The Quest for the Irish Celt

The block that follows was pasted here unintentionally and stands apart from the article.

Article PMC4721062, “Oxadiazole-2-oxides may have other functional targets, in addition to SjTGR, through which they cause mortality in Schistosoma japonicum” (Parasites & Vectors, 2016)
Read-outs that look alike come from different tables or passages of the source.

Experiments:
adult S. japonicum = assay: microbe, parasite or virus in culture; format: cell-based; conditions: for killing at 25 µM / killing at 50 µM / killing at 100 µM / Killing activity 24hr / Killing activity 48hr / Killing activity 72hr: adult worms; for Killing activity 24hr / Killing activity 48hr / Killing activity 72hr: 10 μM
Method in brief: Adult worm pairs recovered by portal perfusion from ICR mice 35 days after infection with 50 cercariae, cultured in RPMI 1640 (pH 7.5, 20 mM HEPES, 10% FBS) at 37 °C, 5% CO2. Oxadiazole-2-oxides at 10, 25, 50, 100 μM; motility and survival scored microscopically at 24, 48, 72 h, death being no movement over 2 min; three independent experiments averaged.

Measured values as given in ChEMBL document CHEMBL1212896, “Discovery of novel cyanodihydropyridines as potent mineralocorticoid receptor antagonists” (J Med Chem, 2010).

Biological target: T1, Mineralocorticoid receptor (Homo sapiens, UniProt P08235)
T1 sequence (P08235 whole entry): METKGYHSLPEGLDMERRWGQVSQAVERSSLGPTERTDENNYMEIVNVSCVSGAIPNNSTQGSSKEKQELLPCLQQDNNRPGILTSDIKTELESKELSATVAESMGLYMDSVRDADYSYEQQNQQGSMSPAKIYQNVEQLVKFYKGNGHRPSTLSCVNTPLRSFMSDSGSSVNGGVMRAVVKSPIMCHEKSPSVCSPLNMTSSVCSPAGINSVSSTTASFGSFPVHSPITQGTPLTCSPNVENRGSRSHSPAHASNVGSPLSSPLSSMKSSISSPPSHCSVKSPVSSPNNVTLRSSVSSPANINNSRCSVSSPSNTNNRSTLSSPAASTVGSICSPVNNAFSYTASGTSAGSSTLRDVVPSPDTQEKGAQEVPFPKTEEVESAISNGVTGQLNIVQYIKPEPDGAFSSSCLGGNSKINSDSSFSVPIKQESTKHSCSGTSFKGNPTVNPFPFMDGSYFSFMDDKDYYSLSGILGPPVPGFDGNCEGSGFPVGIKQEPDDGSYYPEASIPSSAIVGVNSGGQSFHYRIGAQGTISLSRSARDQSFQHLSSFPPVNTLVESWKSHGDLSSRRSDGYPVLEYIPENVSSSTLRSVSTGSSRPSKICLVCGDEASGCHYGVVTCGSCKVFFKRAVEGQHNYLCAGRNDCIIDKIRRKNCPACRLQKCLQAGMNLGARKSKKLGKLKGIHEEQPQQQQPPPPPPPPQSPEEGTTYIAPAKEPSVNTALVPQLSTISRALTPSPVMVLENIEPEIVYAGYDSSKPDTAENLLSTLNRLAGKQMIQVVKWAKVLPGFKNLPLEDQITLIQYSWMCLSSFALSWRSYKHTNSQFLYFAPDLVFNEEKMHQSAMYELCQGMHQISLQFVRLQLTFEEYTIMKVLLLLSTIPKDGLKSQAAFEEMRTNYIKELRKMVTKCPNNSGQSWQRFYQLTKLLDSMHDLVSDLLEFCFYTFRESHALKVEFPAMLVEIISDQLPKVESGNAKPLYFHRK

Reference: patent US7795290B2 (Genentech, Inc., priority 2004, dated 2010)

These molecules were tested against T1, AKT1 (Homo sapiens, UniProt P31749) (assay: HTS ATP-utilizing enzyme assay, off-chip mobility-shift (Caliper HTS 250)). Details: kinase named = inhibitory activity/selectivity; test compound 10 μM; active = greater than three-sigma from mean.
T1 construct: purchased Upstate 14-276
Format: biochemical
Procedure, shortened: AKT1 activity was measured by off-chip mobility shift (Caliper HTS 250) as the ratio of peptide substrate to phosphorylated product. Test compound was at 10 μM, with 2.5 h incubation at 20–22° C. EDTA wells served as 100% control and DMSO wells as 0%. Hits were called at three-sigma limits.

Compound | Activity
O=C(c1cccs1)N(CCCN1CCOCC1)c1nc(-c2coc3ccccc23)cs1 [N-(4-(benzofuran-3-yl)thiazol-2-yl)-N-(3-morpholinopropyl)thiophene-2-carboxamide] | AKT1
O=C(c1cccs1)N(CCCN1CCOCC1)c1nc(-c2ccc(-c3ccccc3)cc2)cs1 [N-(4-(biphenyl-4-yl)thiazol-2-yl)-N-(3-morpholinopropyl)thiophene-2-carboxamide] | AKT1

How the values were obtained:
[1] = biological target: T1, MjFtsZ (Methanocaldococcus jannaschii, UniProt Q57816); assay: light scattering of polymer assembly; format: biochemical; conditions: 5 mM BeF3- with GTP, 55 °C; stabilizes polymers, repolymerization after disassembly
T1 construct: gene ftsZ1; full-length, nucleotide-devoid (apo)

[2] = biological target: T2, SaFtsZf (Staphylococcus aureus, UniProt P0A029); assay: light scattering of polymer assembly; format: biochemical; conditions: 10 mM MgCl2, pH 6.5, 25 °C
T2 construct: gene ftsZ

The Harvard Archaeological Mission to Ireland is the fascinating story of Harvard University's five-year archaeological research programme in Ireland during the 1930s to determine the racial and cultural heritage of Ireland's Celtic race. The mission involved country-wide excavations, complemented by physical anthropology - physical examinations of thousands of Irish people from across the country, measuring skulls, nose-shape and grade of hair colour to check for 'racial purity'. 'Ireland is now the only self-governing State with an uninterrupted Celtic tradition' wrote Adolf Mahr in The Irish Times, chiming with Eamon De Valera's vision of a utopian, rural and Catholic independent state. Though the Harvard Mission was hugely influential, there were theories of eugenics involved that would shock the modern reader. The mission was headed by Earnest Hooton, famed Harvard anthropologist, whose theories regarding racial heritage would now be readily condemned for their racism. Mairead Carew explores this extraordinary archaeological mission, examining its historic importance for Ireland and Irish-America, its landmark findings, and the unseemly activities that lay just beneath the surface of this compelling and little-known event in Irish history.
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